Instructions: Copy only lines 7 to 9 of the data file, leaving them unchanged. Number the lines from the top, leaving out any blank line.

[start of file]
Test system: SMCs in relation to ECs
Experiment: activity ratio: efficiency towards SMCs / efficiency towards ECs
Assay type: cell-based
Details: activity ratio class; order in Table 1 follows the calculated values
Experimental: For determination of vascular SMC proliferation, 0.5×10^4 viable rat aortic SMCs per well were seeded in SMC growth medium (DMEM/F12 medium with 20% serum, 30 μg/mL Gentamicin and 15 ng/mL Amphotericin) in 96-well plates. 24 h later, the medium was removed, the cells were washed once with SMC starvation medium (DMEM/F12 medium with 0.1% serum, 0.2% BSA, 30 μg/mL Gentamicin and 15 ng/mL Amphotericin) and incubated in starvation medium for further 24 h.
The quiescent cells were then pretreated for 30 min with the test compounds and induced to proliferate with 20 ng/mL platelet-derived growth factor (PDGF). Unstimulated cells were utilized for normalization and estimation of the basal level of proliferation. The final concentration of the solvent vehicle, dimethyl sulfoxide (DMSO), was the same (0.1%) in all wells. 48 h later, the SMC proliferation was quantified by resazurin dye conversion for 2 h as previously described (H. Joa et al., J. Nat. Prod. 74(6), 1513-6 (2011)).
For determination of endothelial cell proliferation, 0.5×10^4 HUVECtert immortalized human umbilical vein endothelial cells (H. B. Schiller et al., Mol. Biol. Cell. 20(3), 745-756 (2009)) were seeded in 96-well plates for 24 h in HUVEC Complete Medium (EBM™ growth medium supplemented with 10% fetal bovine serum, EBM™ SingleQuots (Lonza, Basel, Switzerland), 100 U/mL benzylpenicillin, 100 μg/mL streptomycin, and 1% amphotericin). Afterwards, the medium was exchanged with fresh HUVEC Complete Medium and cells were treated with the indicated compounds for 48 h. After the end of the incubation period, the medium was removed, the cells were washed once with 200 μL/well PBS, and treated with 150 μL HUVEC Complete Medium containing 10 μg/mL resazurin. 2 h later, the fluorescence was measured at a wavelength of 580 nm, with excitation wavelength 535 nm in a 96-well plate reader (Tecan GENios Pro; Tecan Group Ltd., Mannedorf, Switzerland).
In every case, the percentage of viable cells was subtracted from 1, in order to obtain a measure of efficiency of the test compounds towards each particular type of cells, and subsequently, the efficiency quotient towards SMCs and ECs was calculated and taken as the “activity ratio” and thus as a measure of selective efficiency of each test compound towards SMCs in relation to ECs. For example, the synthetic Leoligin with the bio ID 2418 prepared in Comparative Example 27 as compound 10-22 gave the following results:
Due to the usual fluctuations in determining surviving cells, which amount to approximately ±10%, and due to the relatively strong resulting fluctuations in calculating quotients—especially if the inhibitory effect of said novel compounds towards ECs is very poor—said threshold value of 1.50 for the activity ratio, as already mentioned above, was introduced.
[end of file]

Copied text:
For determination of endothelial cell proliferation, 0.5×10^4 HUVECtert immortalized human umbilical vein endothelial cells (H. B. Schiller et al., Mol. Biol. Cell. 20(3), 745-756 (2009)) were seeded in 96-well plates for 24 h in HUVEC Complete Medium (EBM™ growth medium supplemented with 10% fetal bovine serum, EBM™ SingleQuots (Lonza, Basel, Switzerland), 100 U/mL benzylpenicillin, 100 μg/mL streptomycin, and 1% amphotericin). Afterwards, the medium was exchanged with fresh HUVEC Complete Medium and cells were treated with the indicated compounds for 48 h. After the end of the incubation period, the medium was removed, the cells were washed once with 200 μL/well PBS, and treated with 150 μL HUVEC Complete Medium containing 10 μg/mL resazurin. 2 h later, the fluorescence was measured at a wavelength of 580 nm, with excitation wavelength 535 nm in a 96-well plate reader (Tecan GENios Pro; Tecan Group Ltd., Mannedorf, Switzerland).
In every case, the percentage of viable cells was subtracted from 1, in order to obtain a measure of efficiency of the test compounds towards each particular type of cells, and subsequently, the efficiency quotient towards SMCs and ECs was calculated and taken as the “activity ratio” and thus as a measure of selective efficiency of each test compound towards SMCs in relation to ECs. For example, the synthetic Leoligin with the bio ID 2418 prepared in Comparative Example 27 as compound 10-22 gave the following results:
Due to the usual fluctuations in determining surviving cells, which amount to approximately ±10%, and due to the relatively strong resulting fluctuations in calculating quotients—especially if the inhibitory effect of said novel compounds towards ECs is very poor—said threshold value of 1.50 for the activity ratio, as already mentioned above, was introduced.